A reception for the graduates and their families and friends was given in Quigley 119, the new School of Architecture Gallery. Each student displayed work completed for the design thesis portion of the Master of Architecture program. Approximately 52 attended the reception.

The Master of Architecture program at SIUC is a 15-month, 42-credit program designed to be completed by students who have earned a pre-professional degree in architecture. The program begins in June of one year and is complete in August of the following year. Some students choose to spend longer than 15 months on campus completing the program.

For the 2009-2010 school year, 21 students have been admitted to the Master of Architecture program and 12 continuing students are nearing completion of their programs. Thanks to Professor Bob Swenson for the photograph!

Friday, July 10, 2009

Italy in Stonework

2007 SIU architecture graduate Cassandra Grey is working on the restoration of the ca. 1910 Ratliffe Residence in Pikeville, KY. Cassandra works for Summit Engineering in Kentucky.

In the image of the house above, did you notice the stone shaped like Italy that is worked into the masonry? The detail image helps it stand out. The stone mason immigrated to the area from Italy and as a mark of his work, he shaped and placed Italy stones into his work.

The image below is from a church in nearby Whitesburg, KY. Can you find Italy in the stonework here?

Here's a hint -- do not look for just one stone. This Italy is made of seven stones and it's on the lower right below the plaque.
Thanks to Cassandra for sending the images!
If you are an SIU architecture graduate, we'd love to hear from you! JDobbins

Heritage Conservation Network

Several SIU students are spending their summer restoring a shotgun house in historic Cairo, Illinois. Read the story in the Heritage Conservation Newsletter. Architecture student Toni Lettiere is shown scraping paint on the porch in the lower image in the newsletter.

Located at the confluence of the Mississippi and Ohio Rivers, Cairo has a rich historical tradition. In 2005, Stace England released an album dedicated to songs that tell the story of Cairo. You can hear it at Emusic.com. Read the National Public Radio story by Rachel Jones to learn more about Cairo's history.

Thursday, April 30, 2009

The Concrete Project

Tuesday, April 28 was a busy day in the Quigley courtyard! ARC 362 (Structures II) students were busy pouring their concrete beams for testing next week. Professor Robert H. Swenson has taught this course for many years and includes hands-on learning activities for the students.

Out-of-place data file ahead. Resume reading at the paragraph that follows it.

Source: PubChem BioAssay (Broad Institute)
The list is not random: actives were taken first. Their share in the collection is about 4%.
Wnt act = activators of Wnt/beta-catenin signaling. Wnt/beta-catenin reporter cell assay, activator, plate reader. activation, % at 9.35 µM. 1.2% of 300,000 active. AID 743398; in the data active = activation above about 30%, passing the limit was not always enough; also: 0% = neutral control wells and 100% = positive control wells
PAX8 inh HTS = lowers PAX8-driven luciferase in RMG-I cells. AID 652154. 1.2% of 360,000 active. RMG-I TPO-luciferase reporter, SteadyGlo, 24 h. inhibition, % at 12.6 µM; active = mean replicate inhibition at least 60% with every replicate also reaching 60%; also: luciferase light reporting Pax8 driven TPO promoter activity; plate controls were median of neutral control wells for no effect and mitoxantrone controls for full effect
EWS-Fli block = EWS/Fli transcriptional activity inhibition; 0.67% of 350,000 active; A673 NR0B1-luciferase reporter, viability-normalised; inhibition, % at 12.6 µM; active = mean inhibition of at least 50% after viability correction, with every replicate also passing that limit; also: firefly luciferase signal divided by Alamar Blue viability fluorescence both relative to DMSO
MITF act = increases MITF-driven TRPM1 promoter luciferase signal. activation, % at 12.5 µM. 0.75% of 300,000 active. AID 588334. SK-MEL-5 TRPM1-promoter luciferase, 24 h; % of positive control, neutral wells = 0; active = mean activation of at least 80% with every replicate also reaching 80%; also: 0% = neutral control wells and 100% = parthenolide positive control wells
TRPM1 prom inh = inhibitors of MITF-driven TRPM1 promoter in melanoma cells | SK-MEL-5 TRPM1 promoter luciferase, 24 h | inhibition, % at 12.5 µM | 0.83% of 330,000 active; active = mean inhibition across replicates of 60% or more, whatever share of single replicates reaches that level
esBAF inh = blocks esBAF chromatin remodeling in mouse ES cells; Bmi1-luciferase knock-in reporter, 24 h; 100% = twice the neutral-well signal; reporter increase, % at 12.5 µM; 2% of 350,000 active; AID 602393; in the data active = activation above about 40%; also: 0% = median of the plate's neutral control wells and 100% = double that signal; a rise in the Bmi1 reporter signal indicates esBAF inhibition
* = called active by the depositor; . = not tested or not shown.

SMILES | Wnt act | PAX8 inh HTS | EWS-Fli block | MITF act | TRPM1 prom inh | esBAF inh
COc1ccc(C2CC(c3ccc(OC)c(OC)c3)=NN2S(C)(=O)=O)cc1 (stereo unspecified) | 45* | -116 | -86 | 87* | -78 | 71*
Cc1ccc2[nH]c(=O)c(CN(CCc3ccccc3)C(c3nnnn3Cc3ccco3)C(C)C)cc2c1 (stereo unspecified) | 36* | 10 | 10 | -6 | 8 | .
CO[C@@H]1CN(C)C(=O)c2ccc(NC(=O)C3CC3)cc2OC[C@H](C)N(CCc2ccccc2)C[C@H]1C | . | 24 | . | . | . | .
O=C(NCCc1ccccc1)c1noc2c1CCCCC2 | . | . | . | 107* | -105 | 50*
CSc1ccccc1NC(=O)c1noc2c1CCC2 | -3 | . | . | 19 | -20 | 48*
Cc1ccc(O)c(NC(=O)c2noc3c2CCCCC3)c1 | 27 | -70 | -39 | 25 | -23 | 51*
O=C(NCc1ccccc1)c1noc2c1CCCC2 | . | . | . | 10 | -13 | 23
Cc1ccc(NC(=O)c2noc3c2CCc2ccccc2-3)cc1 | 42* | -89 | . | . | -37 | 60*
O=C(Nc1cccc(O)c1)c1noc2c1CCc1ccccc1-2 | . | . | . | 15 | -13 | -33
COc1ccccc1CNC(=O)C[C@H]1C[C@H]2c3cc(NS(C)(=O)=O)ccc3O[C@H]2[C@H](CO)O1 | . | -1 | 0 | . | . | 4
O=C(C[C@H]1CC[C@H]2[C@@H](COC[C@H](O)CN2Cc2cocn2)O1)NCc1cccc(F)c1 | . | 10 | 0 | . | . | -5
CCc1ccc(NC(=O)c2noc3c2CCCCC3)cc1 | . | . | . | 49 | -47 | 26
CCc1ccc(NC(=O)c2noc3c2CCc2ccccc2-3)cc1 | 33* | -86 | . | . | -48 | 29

Athena Sandravelis (L) and Shane Healey (R) have built their forms, placed the tension reinforcing, and are ready to begin the pouring of the concrete.

Here is a closer view of the beam design.

After allowing the concrete to cure for seven days, the students will load their beam designs and test them to determine how strong their creations are.

Students Yuko Aoki and Andrew Bevis work on their beam design. Talk about an international project! Yuko is from Japan and Andrew was raised right here in Jackson County, Illinois!

Monday, April 27, 2009

Masonry Day at SIUC

The Illinois Masonry Institute recently presented Masonry Days at the SIUC campus. Students from the School of Architecture learned a great deal about masonry construction and were given the opporunity to lay brick under the instruction of masonry professionals. Robin Morrow England, a junior in architecture, is seen at the right being shown how to place brick.

Junior Derrick Wildes has buttered his brick and seems to be considering his next move very carefully. For many students, this was the first time they had been this up close and personal with masonry products.

The event was arranged by Professor Norm Lach. As you may be able to tell by the images, it turned out to be one of our cold spring days instead of our legendary warm spring days in Carbondale.

The day ended with Masonry Jeopardy inside the Student Center Auditorium. Although Norm's Home Boys scored well with those double jeopardy questions they luckily kept finding, the Blue Falcons ended up dominating the event. Students from the winning team received gift cards to Best Buy.

Fun in Studio!

Junior Dan Corte enjoys a McGangbang in studio. The McGangbang, invented at Daytona Beach, Florida, is a combination of a double cheeseburger and the spicy McChicken sandwich from McDonald's. Place the entire chicken sandwich between the cheeseburger's patties, open wide, and enojy! Perhaps we should place defibrillators in studio, just in case?